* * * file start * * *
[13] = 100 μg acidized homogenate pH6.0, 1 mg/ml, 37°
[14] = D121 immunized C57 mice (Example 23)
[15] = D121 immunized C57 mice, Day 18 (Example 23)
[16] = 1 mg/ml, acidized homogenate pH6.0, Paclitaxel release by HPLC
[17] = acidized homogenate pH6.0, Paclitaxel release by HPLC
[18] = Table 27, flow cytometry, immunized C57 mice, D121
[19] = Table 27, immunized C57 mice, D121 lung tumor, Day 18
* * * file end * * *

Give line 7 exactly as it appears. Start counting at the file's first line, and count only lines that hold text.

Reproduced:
[19] = Table 27, immunized C57 mice, D121 lung tumor, Day 18